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Education news and notes from Tampa Bay and Florida

Today's news



PLEASE COME BACK: Hernando wants to lure back homeschoolers as a way to boost its budget.

Tb_rouson110 EDUCATION KEY IN HOUSE RACE: The candidates for House District 55 - Darryl Rouson (left) and Charles McKenzie - spar over Amendment 5 and the way education in Florida will be funded.

NASTY CAMPAIGN: Folks watching the race for Hillsborough School Board District 1 between Susan Valdes and Dave Schmidt are getting tired of the candidates' political bickering.

MOON LAKE'S NEW PRINCIPAL: Cara Allen didn't expect to be tapped to run the school, but she accepts the opportunity as a challenge to push her career to the next level.

GOING GREEN: St. Petersburg College develops a course in "sustainability" with the goal of creating a complete curriculum on the environmentally friendly subject.

ENDORSEMENTS: The Times editorial board recommends Grant Smith, Nina Hayden, Ken Peluso and Robin Wikle for Pinellas School Board.

STOP THE AMENDMENTS: The Florida Education Association files an appeal to keep Amendments 7 and 9 off the November ballot, the Palm Beach Post reports.

UNFAIR PRACTICES? The Manatee teachers union files an unfair labor practices complaint against the School Board and superintendent, claiming the district failed to bargain in good faith, the Bradenton Herald reports.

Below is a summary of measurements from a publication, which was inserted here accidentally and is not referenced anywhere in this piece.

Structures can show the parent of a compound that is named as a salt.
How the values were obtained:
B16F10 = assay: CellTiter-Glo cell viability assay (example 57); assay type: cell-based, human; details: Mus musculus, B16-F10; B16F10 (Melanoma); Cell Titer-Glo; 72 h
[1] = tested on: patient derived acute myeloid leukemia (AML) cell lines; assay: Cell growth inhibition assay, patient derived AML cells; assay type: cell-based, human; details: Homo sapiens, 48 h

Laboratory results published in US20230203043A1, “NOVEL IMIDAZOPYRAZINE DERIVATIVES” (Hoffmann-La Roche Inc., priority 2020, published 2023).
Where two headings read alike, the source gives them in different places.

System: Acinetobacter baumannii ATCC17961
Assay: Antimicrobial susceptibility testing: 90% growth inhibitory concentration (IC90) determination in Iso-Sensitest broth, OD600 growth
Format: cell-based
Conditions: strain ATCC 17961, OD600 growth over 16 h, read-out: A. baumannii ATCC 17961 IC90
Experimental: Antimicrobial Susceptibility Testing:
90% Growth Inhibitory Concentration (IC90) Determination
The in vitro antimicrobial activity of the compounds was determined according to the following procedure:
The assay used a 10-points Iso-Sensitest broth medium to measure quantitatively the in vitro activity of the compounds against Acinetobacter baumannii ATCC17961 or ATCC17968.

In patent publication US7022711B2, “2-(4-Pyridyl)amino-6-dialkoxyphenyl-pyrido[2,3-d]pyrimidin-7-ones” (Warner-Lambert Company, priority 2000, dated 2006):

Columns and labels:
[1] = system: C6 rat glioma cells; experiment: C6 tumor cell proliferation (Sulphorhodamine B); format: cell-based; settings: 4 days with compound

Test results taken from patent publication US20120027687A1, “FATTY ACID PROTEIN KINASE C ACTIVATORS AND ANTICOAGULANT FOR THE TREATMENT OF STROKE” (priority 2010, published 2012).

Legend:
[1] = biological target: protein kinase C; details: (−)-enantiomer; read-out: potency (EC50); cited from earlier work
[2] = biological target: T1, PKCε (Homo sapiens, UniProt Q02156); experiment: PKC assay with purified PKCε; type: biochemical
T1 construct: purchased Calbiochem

HOLDING STEADY: Private schools along the Treasure Coast don't expect a banner year, but they're not feeling totally squeezed by tough economic times either, the Vero Beach Press-Journal reports.

Crew_rudy CREW TO REMAIN: Despite a recent failed effort to fire him, Miami-Dade superintendent Rudy Crew (right) vows to stay with the district, the Miami Herald reports. ''Like me or don't like me is not the question,'' Crew told teachers at a gathering. ''Love these children and understand how to manifest that, that is the question.''

A RAISE AND A BONUS: Unlike most other state universities, Florida Gulf Coast will increase employee pay across the board and give everyone a $1,000 bonus, the Fort Myers News-Press reports.

AROUND THE NATION: An appeals court rules that California parents may homeschool their kids without a teaching certificate, the LA Times reports. Prince William County (Va.) schools implement computerized courses to help kids graduate without hiring more teachers, the Washington Post reports.

Visit the Gradebook at noon for an interview with Joseph Aguerrebere, president of the National Board for Professional Teaching Standards.

[Last modified: Tuesday, May 25, 2010 9:53am]


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